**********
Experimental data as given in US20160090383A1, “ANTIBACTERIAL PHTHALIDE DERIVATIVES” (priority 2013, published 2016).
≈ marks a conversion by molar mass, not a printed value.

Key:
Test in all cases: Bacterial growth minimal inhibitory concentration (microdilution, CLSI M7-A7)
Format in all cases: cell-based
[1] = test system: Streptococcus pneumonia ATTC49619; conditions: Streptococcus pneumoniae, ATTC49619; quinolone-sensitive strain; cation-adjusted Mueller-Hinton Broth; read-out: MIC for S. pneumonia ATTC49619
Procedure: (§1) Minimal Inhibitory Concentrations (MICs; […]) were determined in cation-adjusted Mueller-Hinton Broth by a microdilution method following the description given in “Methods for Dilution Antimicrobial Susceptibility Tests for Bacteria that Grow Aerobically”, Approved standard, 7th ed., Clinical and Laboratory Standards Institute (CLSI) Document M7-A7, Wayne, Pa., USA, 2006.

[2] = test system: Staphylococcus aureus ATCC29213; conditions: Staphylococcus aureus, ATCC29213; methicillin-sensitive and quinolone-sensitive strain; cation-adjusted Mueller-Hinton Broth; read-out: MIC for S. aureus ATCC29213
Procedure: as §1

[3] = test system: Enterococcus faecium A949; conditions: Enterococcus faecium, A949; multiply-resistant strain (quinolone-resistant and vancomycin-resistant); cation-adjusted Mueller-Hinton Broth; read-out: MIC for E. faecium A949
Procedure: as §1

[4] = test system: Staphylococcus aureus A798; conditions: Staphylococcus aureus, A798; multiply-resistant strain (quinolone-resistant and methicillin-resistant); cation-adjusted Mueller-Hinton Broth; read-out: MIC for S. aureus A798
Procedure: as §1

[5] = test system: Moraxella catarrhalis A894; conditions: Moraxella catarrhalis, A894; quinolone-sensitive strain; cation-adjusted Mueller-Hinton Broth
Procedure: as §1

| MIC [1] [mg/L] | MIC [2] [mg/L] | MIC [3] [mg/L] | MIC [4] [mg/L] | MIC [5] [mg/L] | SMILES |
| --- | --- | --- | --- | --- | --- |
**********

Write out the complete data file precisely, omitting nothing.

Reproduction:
Experimental data as given in US20160090383A1, “ANTIBACTERIAL PHTHALIDE DERIVATIVES” (priority 2013, published 2016).
≈ marks a conversion by molar mass, not a printed value.

Key:
Test in all cases: Bacterial growth minimal inhibitory concentration (microdilution, CLSI M7-A7)
Format in all cases: cell-based
[1] = test system: Streptococcus pneumonia ATTC49619; conditions: Streptococcus pneumoniae, ATTC49619; quinolone-sensitive strain; cation-adjusted Mueller-Hinton Broth; read-out: MIC for S. pneumonia ATTC49619
Procedure: (§1) Minimal Inhibitory Concentrations (MICs; […]) were determined in cation-adjusted Mueller-Hinton Broth by a microdilution method following the description given in “Methods for Dilution Antimicrobial Susceptibility Tests for Bacteria that Grow Aerobically”, Approved standard, 7th ed., Clinical and Laboratory Standards Institute (CLSI) Document M7-A7, Wayne, Pa., USA, 2006.

[2] = test system: Staphylococcus aureus ATCC29213; conditions: Staphylococcus aureus, ATCC29213; methicillin-sensitive and quinolone-sensitive strain; cation-adjusted Mueller-Hinton Broth; read-out: MIC for S. aureus ATCC29213
Procedure: as §1

[3] = test system: Enterococcus faecium A949; conditions: Enterococcus faecium, A949; multiply-resistant strain (quinolone-resistant and vancomycin-resistant); cation-adjusted Mueller-Hinton Broth; read-out: MIC for E. faecium A949
Procedure: as §1

[4] = test system: Staphylococcus aureus A798; conditions: Staphylococcus aureus, A798; multiply-resistant strain (quinolone-resistant and methicillin-resistant); cation-adjusted Mueller-Hinton Broth; read-out: MIC for S. aureus A798
Procedure: as §1

[5] = test system: Moraxella catarrhalis A894; conditions: Moraxella catarrhalis, A894; quinolone-sensitive strain; cation-adjusted Mueller-Hinton Broth
Procedure: as §1

| MIC [1] [mg/L] | MIC [2] [mg/L] | MIC [3] [mg/L] | MIC [4] [mg/L] | MIC [5] [mg/L] | SMILES |
| --- | --- | --- | --- | --- | --- |